Cosmeceuticals the new beauty heavyweight?
Not just a cosmetic product, but not quite a heavy-hitting pharmaceutical, ‘cosmeceuticals’ are making major headway in the global beauty market. But are they 100 per cent safe?
Jennifer Lopez swears by them, the Duchess of Cambridge is rumoured to have been a fan for years, and Uma Thurman claims they have improved her (undoubtedly already pretty fantastic) quality of life.
They’re all long-term devotees of cosmeceuticals – the beauty products that are revolutionising how we classify skincare. Not quite your average beauty counter buy, nor possessing the full-blown power of a prescribed pharmaceutical, cosmeceuticals are in a class all of their own, combining science know-how with cosmetic razzle- continue using a cosmeceutical product once introduced, and they are endlessly customisable.
Pumped full of active ingredients and sold with claims of overnight improvement, these skincare wonders claim to plump wrinkles, fade pigmentation and halt the ageing process. If your regular routine isn’t putting a spring in your skin, a dalliance with cosmeceuticals may be just the ticket.
Cosmeceuticals are the snazzier, more ambitious version of your average skincare line. Aiming to knock out specific skin concerns, these amped-up products steal the best bits from the cosmetics industry, like user-friendly packaging and plant-based formulations, and inject them with all the know-how of scientific research and countless laboratory hours. While there currently isn’t an official classification to determine exactly what a cosmeceutical is, it’s widely understood the label applies to any product that falls just short of being classed as a full pharmaceutical, meaning they can be sold more widely without a doctor’s visit and prescription.
Hilda Gous, technical sales and marketing manager of South African
These skincare wonders claim to plump wrinkles, fade pigmentation and halt the ageing process
dazzle to take prime position on trend-savvy vanities globally.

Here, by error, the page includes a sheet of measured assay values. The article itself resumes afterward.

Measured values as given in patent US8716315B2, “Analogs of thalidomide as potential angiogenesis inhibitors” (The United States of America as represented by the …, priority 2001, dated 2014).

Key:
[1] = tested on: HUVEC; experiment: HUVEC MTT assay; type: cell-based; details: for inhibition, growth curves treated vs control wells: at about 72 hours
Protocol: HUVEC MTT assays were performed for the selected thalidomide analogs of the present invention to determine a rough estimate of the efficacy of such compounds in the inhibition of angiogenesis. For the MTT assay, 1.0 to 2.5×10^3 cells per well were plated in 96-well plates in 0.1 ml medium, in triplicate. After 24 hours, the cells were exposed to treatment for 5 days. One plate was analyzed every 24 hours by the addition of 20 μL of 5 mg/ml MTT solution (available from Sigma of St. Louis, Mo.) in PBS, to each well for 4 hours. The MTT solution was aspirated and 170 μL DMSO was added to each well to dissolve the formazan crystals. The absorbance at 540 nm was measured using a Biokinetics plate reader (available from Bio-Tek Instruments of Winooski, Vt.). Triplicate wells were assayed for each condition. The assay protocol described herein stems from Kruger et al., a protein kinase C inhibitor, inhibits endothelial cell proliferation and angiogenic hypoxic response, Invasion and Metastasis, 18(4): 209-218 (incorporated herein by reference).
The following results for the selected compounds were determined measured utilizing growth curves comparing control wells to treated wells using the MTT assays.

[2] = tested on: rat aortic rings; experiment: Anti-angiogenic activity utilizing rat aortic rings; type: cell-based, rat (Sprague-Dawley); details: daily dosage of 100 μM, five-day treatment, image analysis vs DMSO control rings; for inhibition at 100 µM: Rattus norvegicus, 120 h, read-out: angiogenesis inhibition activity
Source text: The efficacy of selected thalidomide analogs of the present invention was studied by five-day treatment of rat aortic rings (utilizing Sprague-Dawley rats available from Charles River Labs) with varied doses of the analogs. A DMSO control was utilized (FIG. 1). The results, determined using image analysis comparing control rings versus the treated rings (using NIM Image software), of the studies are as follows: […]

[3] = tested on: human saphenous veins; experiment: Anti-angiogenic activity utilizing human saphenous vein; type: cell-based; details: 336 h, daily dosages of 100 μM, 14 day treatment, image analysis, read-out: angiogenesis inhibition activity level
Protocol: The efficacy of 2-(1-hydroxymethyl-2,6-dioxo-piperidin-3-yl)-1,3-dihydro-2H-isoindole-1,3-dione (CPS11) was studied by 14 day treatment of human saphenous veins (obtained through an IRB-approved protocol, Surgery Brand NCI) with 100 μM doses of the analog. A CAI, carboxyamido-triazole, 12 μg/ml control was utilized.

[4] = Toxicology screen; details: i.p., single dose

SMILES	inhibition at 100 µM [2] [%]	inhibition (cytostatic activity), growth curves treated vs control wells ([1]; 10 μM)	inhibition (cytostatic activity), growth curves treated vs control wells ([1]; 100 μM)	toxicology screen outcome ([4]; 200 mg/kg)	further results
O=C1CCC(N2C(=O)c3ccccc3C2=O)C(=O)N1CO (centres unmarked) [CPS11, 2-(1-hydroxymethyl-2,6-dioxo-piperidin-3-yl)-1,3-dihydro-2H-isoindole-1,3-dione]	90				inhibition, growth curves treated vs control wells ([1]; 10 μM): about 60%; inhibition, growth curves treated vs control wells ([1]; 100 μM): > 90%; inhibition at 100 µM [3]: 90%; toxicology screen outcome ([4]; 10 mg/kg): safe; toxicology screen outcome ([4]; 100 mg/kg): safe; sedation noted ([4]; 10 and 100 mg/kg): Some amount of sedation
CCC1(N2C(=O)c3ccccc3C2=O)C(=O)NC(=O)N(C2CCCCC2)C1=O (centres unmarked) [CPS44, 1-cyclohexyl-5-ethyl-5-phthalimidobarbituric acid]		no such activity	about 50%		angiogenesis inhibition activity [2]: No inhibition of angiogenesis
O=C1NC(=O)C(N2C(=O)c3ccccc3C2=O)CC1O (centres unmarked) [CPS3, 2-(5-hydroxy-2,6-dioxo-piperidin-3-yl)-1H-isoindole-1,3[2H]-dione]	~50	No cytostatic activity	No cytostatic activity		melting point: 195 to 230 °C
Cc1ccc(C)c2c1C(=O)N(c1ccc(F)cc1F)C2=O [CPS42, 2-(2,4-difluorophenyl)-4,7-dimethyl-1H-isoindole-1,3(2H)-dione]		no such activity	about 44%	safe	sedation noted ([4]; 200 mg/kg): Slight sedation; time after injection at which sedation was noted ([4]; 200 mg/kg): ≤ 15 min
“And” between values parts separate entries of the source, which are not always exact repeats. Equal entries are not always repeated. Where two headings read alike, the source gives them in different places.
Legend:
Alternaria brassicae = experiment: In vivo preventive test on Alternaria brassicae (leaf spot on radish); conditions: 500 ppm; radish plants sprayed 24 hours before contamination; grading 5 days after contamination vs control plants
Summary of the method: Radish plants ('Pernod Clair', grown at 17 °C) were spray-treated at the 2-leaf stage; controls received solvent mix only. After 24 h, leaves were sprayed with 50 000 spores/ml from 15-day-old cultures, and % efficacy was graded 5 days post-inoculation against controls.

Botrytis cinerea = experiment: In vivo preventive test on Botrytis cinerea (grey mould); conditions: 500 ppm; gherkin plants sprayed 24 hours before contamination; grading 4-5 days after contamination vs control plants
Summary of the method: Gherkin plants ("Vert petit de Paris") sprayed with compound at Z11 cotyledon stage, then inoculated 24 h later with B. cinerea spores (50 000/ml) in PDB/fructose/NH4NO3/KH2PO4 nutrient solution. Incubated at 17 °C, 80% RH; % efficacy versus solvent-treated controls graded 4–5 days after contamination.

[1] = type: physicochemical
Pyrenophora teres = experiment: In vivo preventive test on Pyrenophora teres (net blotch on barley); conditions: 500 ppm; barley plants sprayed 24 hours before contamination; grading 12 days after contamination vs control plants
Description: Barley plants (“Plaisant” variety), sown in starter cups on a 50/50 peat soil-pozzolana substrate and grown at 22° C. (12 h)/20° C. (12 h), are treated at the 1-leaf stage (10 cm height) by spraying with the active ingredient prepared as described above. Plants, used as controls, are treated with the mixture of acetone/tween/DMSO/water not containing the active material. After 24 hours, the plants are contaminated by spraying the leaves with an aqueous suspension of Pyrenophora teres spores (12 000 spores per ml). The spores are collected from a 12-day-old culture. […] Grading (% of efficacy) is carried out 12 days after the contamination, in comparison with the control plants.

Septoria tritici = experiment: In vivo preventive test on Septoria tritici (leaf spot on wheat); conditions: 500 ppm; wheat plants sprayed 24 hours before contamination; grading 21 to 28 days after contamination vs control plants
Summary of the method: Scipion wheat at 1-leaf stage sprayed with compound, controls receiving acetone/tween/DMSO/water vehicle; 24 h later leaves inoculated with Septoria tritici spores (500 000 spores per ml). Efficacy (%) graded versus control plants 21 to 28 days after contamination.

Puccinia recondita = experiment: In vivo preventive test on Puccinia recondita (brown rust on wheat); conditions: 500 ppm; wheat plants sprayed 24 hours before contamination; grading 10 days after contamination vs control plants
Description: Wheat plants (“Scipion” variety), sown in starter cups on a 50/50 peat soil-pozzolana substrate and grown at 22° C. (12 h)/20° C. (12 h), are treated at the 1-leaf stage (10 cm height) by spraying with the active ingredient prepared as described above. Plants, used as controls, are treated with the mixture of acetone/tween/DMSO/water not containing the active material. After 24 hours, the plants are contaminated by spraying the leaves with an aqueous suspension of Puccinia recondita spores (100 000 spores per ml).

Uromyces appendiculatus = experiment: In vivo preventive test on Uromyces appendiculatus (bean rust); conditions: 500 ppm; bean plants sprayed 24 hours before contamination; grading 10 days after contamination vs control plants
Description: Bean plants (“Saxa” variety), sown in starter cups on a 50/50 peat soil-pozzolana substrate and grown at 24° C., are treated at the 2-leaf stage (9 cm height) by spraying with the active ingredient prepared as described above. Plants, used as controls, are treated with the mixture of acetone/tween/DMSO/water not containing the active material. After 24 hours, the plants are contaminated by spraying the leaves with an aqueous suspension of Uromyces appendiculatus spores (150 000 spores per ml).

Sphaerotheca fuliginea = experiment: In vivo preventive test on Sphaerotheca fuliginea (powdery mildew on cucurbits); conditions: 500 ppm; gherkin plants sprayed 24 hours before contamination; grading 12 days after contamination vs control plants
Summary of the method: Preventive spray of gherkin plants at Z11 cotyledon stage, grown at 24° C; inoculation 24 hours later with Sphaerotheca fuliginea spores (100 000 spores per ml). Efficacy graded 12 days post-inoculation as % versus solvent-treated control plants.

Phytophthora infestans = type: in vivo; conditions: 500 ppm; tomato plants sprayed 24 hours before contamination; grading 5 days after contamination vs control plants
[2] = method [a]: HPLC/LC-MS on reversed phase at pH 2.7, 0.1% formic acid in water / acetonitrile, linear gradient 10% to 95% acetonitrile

No longer reserved for A-listers, cosmeceuticals have hit beauty counters hard and fast, with researchers predicting they will clock US sales worth $11.9 billion (Dh43.7 billion) by 2016.
Why the hype? For one, they boast an impressive customer-retention rate, with clients more likely to cosmeceutical line Optiphi, describes the company’s products as “carefully formulated and developed to obtain a biological response on a cellular level, with a medicinal undertone to assist in either stimulating or inhibiting certain cellular functions to attain good cellular health, and ensuring the skin barrier functions optimally.”
In other words, rather than simply relying on the trace amount of renewing and restorative ingredients found in your bog-standard, runof-the-mill lotions, cosmeceuticals pinpoint the exact combination and quantity of active ingredients needed to make a noticeable and – most importantly – sustainable difference to the skin’s surface.
The term ‘cosmeceutical’ was coined in the 1980s by dermatologist Albert Kligman as he conducted further research into early ageing prevention, having already identified the link between sun exposure and dermal damage, and co-invented Retin-A as an anti-ageing compound.
Aiming to find a lab-approved topical fix with both aesthetic and therapeutic effects, he combined innovative formulas from the cosmetic and pharmaceutical worlds to create a category of skincare that would be user friendly and scientifically proven.
Despite their introduction to our lexicon decades ago, cosmeceuticals have started to come into their